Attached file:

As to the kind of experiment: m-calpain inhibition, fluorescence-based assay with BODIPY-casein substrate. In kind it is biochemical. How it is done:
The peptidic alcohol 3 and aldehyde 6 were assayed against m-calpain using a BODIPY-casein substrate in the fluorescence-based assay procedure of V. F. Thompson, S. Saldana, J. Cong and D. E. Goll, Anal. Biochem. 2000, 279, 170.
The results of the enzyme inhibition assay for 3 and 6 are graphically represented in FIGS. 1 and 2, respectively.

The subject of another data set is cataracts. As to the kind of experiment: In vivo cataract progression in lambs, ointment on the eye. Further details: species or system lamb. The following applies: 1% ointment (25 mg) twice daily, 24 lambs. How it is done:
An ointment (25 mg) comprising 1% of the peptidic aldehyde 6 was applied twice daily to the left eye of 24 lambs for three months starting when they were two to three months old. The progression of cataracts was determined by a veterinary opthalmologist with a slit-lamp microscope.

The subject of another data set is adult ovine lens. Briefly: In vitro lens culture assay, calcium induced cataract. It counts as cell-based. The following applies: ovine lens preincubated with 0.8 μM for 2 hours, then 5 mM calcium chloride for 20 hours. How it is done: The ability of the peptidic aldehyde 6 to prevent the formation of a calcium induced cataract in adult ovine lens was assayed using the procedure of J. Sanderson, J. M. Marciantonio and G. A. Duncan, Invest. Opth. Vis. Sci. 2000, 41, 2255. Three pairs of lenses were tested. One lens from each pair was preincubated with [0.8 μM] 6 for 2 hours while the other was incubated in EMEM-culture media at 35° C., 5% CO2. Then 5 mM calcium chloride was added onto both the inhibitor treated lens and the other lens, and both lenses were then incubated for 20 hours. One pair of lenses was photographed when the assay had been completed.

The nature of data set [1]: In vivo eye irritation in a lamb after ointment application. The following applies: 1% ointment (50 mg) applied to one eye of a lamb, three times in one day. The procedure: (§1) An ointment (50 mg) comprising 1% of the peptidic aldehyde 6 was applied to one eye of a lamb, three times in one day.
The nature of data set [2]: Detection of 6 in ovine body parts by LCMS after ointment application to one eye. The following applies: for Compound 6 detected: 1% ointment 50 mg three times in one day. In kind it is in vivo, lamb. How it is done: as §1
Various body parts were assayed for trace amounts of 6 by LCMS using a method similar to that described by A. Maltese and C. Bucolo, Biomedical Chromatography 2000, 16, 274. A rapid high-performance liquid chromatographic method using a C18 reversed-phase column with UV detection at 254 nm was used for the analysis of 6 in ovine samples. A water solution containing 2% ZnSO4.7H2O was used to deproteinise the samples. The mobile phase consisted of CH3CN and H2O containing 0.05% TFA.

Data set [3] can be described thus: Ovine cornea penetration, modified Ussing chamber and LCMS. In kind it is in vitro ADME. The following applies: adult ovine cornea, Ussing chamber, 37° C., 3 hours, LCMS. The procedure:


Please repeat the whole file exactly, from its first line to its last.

As to the kind of experiment: m-calpain inhibition, fluorescence-based assay with BODIPY-casein substrate. In kind it is biochemical. How it is done:
The peptidic alcohol 3 and aldehyde 6 were assayed against m-calpain using a BODIPY-casein substrate in the fluorescence-based assay procedure of V. F. Thompson, S. Saldana, J. Cong and D. E. Goll, Anal. Biochem. 2000, 279, 170.
The results of the enzyme inhibition assay for 3 and 6 are graphically represented in FIGS. 1 and 2, respectively.

The subject of another data set is cataracts. As to the kind of experiment: In vivo cataract progression in lambs, ointment on the eye. Further details: species or system lamb. The following applies: 1% ointment (25 mg) twice daily, 24 lambs. How it is done:
An ointment (25 mg) comprising 1% of the peptidic aldehyde 6 was applied twice daily to the left eye of 24 lambs for three months starting when they were two to three months old. The progression of cataracts was determined by a veterinary opthalmologist with a slit-lamp microscope.

The subject of another data set is adult ovine lens. Briefly: In vitro lens culture assay, calcium induced cataract. It counts as cell-based. The following applies: ovine lens preincubated with 0.8 μM for 2 hours, then 5 mM calcium chloride for 20 hours. How it is done: The ability of the peptidic aldehyde 6 to prevent the formation of a calcium induced cataract in adult ovine lens was assayed using the procedure of J. Sanderson, J. M. Marciantonio and G. A. Duncan, Invest. Opth. Vis. Sci. 2000, 41, 2255. Three pairs of lenses were tested. One lens from each pair was preincubated with [0.8 μM] 6 for 2 hours while the other was incubated in EMEM-culture media at 35° C., 5% CO2. Then 5 mM calcium chloride was added onto both the inhibitor treated lens and the other lens, and both lenses were then incubated for 20 hours. One pair of lenses was photographed when the assay had been completed.

The nature of data set [1]: In vivo eye irritation in a lamb after ointment application. The following applies: 1% ointment (50 mg) applied to one eye of a lamb, three times in one day. The procedure: (§1) An ointment (50 mg) comprising 1% of the peptidic aldehyde 6 was applied to one eye of a lamb, three times in one day.
The nature of data set [2]: Detection of 6 in ovine body parts by LCMS after ointment application to one eye. The following applies: for Compound 6 detected: 1% ointment 50 mg three times in one day. In kind it is in vivo, lamb. How it is done: as §1
Various body parts were assayed for trace amounts of 6 by LCMS using a method similar to that described by A. Maltese and C. Bucolo, Biomedical Chromatography 2000, 16, 274. A rapid high-performance liquid chromatographic method using a C18 reversed-phase column with UV detection at 254 nm was used for the analysis of 6 in ovine samples. A water solution containing 2% ZnSO4.7H2O was used to deproteinise the samples. The mobile phase consisted of CH3CN and H2O containing 0.05% TFA.

Data set [3] can be described thus: Ovine cornea penetration, modified Ussing chamber and LCMS. In kind it is in vitro ADME. The following applies: adult ovine cornea, Ussing chamber, 37° C., 3 hours, LCMS. The procedure: